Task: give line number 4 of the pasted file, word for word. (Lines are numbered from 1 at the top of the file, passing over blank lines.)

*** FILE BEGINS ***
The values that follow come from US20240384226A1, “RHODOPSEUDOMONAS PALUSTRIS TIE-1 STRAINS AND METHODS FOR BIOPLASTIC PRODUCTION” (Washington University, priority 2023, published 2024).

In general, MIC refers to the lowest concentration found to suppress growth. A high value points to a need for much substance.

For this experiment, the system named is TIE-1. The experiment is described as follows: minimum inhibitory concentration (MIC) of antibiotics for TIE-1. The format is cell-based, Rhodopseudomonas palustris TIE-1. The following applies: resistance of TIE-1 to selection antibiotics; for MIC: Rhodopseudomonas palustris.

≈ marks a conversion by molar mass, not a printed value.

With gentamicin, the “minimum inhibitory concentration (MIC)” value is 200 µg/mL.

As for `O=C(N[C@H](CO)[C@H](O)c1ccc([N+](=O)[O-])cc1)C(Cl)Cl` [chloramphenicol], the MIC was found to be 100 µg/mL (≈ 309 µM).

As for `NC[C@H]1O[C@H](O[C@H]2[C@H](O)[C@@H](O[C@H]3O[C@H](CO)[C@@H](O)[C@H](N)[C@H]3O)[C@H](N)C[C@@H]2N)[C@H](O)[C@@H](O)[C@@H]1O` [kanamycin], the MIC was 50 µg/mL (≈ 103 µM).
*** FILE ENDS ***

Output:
≈ marks a conversion by molar mass, not a printed value.